Monthly Archives: July 2015

Does Your Business Have a Password Management Policy?

In order to keep your business up and running and to avoid being hacked, your company must develop an effective password management policy. This is especially true for any business that must comply with HIPAA, PCI, and/or other regulatory compliances, as regulatory scrutiny and fines can be costly and time consuming. The following four steps can help protect your business from disruption.

Make Your Password Complex

Make passwords complex; don’t make it easy for hackers to access your company’s data. Include both uppercase and lowercase letters, at least one digit, and punctuation and special characters. Consider creating a passphrase that includes several words, but be sure to avoid expressions from movies or other everyday vernacular.

Avoid The Usual Suspects

Believe it or not, the most common password is “Password.” Whatever you do, do not use easy-to-guess passwords. Change all default passwords right away, and avoid obvious choices, such as your family name, your pets’ names, or your birthday. Also, not not allow employees to keep a Post-It on their desk with a list of passwords.

Change Passwords Often

Some systems automatically prompt you to change your password every now and then. For systems that do not already have this feature built in, consider making quarterly password changes mandatory for your organization. And remember: Recycling is good, just not for passwords.

Smart Management

Consider using a password management system or encryption email to secure your resources. Both can assist you in staying safe from malware and threats. Some malware programs are designed to “phish” for your password. While logging in, malware may transmit your password without your knowledge, so make sure you block against the latest malware in addition to keeping your antivirus definitions and operating systems patches up to date.

This is not a comprehensive list nor a guarantee to avoid getting hacked or having your password compromised; however, it is a good starting point for your company’s password management policy. For more information on secure sign-on, contact your Cloud professional today.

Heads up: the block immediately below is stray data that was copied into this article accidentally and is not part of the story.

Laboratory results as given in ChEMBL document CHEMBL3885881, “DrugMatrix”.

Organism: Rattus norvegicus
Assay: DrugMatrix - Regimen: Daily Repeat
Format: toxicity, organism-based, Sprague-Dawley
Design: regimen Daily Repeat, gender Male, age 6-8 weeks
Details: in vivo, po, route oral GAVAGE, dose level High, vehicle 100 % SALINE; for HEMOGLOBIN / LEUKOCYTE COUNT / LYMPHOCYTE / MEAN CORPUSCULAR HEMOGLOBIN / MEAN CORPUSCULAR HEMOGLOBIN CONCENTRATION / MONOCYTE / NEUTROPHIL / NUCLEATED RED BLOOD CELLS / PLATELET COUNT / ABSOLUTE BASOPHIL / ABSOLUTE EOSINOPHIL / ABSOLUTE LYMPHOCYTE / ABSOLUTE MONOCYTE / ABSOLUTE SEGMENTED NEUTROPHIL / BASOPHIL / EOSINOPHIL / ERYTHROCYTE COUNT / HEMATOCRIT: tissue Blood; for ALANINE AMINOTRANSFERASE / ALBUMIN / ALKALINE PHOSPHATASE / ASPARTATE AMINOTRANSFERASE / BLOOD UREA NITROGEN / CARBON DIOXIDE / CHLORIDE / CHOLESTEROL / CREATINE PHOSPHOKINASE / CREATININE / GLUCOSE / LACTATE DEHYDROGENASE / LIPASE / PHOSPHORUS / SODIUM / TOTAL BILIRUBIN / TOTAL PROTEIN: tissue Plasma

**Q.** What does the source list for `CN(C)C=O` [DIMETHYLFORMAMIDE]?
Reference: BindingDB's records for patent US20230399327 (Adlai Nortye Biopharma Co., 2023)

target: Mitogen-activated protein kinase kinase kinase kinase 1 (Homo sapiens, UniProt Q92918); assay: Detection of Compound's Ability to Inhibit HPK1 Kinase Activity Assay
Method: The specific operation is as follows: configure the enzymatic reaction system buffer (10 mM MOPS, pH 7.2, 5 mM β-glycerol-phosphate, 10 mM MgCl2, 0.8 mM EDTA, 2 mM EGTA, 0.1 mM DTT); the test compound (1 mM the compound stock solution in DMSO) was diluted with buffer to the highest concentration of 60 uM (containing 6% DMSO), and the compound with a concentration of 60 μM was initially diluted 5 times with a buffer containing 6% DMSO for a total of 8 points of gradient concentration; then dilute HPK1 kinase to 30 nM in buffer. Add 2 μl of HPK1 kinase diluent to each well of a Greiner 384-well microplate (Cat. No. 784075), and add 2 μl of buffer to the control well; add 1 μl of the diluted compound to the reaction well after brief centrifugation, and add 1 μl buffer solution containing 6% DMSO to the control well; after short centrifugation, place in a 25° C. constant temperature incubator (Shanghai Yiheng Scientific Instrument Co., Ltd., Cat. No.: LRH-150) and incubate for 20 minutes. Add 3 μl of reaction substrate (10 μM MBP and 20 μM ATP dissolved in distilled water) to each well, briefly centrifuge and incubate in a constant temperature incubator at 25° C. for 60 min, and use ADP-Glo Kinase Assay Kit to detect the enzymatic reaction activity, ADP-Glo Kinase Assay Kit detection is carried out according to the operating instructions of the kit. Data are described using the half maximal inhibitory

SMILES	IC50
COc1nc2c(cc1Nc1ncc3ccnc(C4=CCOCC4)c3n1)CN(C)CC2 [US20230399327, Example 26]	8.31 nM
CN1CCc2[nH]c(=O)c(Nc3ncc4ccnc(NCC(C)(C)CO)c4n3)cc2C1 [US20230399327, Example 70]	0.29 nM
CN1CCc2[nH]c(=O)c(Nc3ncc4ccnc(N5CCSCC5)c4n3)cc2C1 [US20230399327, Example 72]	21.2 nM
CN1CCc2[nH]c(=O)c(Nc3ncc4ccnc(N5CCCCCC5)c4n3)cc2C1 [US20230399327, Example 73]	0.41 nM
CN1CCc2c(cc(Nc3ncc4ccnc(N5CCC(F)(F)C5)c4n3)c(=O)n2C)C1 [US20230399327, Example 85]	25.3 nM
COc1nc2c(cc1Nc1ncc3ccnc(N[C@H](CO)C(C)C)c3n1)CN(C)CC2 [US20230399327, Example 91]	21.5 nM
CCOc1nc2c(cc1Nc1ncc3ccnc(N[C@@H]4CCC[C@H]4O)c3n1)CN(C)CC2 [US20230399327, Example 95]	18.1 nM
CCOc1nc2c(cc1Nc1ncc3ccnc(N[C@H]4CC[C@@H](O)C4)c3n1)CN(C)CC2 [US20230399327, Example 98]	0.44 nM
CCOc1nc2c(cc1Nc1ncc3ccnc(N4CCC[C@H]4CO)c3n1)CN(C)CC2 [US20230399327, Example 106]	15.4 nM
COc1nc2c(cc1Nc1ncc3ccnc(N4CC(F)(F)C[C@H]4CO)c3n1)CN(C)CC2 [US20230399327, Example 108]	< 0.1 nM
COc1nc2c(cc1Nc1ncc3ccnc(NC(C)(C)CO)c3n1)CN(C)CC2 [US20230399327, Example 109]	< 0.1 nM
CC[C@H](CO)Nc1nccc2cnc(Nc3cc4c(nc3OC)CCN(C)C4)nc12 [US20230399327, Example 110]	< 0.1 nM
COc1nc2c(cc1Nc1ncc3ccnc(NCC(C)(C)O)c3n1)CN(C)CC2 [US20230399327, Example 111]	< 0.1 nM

Is Your Business Ready for a Disaster?

Disaster recovery and business continuity planning are processes that help organizations prepare for disruptive events—this might include a hurricane, an earthquake, a power outage caused by a fire or a cyber attack by hackers. Your business should have a process in place ranging from overseeing a disaster plan, to providing input and support, to putting the plan into action during an emergency.

Having a Plan Is Important

Given the human tendency to look on the bright side, some business people are prone to ignoring disaster recovery because disaster seems an unlikely event. Business continuity planning is a more comprehensive approach to making sure you can keep making money, not only after a natural disaster but also in the event of smaller disruptions including illness or departure an employee or other challenges that businesses face from time to time. The critical point is that neither element can be ignored, and physical, IT and human resources plans cannot be developed in isolation from each other. At its core, BC/DR is about constant communication.
Don’t Forget to Test Your Plan
Once you have a plan, it is imperative to test your backup and recovery scenarios to make sure you can bring your systems up in a timely manner. For disaster scenarios, consider training employees on protocol in an emergency situation. Understanding the effects that a disaster can have on your company is extremely important. In order to prepare your business for a disaster, it is necessary to analyze the costs and risks associated with downtime of your critical applications and their data. Having a proactive business continuity/data recovery plan will save your business money, and may save your business. If you need assistance with your plan, contact your technical professional before a disaster strikes.